Trails

Children Sitting on Rock
The park has miles of hiking trails all broken down by ability, some are easy, most are moderate and some strenuous. There are several trails that lead to great views and beautiful vistas. All trails are well marked and taken care of. There are several historical areas within the park and exhibits worth the read. The park seems to be busier on the weekend and weekday visit are less crowded.

Kid Friendly Trails

Mom and Children on Hike

There is plenty of kid-friendly trails to take the kids on. Our favorites include Blue Blazing Whiskey Still Exhibit and Charcoal Exhibit. Blue Blazing Trail is a walkable trail along the brook, featuring educational signs regarding a healthy brook. Blue Blazing Trail is smooth in terrain, the kids enjoy walking across the bridge and enjoy the whiskey still exhibits. This happens to be Logan’s favorite trail, he enjoys looking over the small bridge at the flowing brook. I enjoy it because of the story that goes along with the trail about a gun battle with the whiskey runners in the 1920’s which resulted in the death of a local policeman.

Another favorite trail of mine which is perfect for little hikers is the Charcoal Trail. Charcoal Trail is an interpretive trail that has exhibits along the way such as logging sled and collier’s hut. Which Olivia swears is the coolest teepee around. A great place to start with younger hikers, my kids have been doing this trail since the have been able to walk. Be sure to check out my scavenger hunt for kids freebie.

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Junior Park Ranger

We recently learned about the Junior Park Ranger Program and what a hit it was. Several National Parks have implemented this program to provide education to children to learn about parks, protect them, and share their experiences and stories. Children complete a book of learning activities about the park they are visiting, once completed they share their book with the park ranger and get sworn in as an official Junior Park Ranger complete with badge and certificate. The National Park Service even has bungee ranger gats and vest where your child can display their earned badges with pride. There is even really cute Park Ranger outfits that are really cute and great for pretend play. This is a great way to get your kids involved and learning about The National Parks.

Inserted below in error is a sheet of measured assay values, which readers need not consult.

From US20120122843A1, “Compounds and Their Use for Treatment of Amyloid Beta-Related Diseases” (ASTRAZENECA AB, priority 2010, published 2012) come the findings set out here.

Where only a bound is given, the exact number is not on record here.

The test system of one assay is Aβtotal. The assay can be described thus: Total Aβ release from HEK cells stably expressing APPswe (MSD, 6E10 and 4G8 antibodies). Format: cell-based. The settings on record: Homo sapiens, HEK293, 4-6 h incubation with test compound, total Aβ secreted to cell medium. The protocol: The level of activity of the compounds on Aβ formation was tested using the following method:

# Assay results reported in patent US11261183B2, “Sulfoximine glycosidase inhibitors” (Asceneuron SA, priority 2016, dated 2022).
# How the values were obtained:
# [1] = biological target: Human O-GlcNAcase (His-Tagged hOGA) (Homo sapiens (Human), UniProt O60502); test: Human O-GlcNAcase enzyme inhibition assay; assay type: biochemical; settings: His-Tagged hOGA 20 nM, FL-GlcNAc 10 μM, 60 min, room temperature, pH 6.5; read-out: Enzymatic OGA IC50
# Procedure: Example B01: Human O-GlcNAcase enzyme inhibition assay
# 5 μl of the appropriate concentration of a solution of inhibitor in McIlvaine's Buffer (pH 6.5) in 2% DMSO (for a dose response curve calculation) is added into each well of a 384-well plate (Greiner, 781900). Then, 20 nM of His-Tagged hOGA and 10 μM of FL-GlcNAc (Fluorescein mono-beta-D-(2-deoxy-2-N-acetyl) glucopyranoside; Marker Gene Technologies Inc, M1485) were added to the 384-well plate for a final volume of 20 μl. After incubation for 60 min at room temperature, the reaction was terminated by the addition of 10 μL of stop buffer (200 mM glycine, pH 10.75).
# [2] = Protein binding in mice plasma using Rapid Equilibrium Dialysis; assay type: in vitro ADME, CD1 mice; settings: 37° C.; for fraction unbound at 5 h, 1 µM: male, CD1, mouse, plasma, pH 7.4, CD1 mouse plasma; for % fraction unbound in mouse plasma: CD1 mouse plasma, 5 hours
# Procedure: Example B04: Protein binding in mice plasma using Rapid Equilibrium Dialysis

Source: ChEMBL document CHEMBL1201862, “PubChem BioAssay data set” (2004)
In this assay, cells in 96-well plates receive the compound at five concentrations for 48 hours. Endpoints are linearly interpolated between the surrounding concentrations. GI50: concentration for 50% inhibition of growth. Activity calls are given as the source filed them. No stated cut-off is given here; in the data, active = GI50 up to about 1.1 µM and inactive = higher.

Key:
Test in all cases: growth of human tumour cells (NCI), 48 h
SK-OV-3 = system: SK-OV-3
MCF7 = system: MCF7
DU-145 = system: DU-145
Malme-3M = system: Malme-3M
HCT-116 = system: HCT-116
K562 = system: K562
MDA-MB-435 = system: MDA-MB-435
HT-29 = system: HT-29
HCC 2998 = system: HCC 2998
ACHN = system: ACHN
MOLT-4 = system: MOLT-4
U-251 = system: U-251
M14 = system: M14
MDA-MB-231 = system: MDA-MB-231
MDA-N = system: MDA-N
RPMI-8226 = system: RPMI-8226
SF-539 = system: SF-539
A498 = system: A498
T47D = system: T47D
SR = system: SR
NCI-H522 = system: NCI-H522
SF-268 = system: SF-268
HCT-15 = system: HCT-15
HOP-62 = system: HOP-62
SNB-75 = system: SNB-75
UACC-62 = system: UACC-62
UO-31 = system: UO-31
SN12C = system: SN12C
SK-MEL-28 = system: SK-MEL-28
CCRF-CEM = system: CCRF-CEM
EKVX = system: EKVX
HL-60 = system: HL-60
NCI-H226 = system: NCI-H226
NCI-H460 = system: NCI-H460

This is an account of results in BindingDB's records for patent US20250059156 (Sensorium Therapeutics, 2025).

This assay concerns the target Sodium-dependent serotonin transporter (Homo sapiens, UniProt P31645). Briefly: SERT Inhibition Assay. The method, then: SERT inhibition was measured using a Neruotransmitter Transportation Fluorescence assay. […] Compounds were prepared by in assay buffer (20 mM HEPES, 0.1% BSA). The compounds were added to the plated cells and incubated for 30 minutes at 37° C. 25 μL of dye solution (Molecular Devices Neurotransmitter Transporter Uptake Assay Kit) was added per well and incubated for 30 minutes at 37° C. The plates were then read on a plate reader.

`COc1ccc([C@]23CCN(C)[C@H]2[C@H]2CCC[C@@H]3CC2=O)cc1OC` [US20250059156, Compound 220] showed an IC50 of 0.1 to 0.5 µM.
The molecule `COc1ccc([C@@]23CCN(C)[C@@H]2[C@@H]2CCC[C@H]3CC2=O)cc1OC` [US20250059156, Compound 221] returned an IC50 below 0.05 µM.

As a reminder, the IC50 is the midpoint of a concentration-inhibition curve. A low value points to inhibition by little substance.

Little girl with junior park ranger badge

If your child can’t make it to a National Park there are plenty of online books that your child can complete and mail off to get their badge.

4th Grade Pass

The National Park Service has a 4th-grade program which includes any homeschooling program for 10-year olds. This program is called Every Kid in a Park. This program gives 4th graders a free annual pass along with their family. This program encourages families to get out and explore parks together. Whether you want to take a trip or visit somewhere local this is a great pass to bring the family together while creating memories and saving money.

Accessibility

Spicebush Trail is a trail that is handicap accessible made from a special carpet material that is strong and stable. The trail is located near handicap accessible parking, picnic tables, and restrooms. There are also several wooden ramps throughout the park that provides handicap access directly to exhibits. In addition, Catoctin Mountain Park teamed up with Enchroma to lend out color correction eyeglasses. The glasses allow a color blind individual to see colors in red or green. Glasses will be loaned to visitors to use for the day during visitor center hour. Giving others the ability to see the park in a whole new way.

Cunningham Falls

Cunningham falls is adjacent from Catoctin Mountain Park and can be accessed by hiking the Cunningham Falls Trail. The trail is moderate and has some rocky and step areas. My 4 and 3-year-old had no problem reaching the falls but were tired during the walk back. You do have to cross Route 77 to see the falls. The falls are gorgeous to look at and there is signage everywhere stating not to swim in the falls. The park does have a lake that is accessible for swimming. There is handicap parking at the falls and a handicap pathway that takes you right to the fall, which you can see in the above video. My mom recently enjoyed her first trip to the falls, something she never imagined seeing before, so I have a huge appreciation for this access.

Take a Hike

Family in front of waterfall after hike

Catoctin Mountain is a great National Park to check out and hit the trails with the kids. Catoctin Mountain offers lots of education and hands-on learning opportunities for children and families. Hitting the trails together provides a great opportunity for families to disconnect from the world and reconnect with each other. So grab the kids and take a hike.

What have been some of your favorite National Parks to visit? Comment below and share your favorite hiking adventures.




Happy trails friends.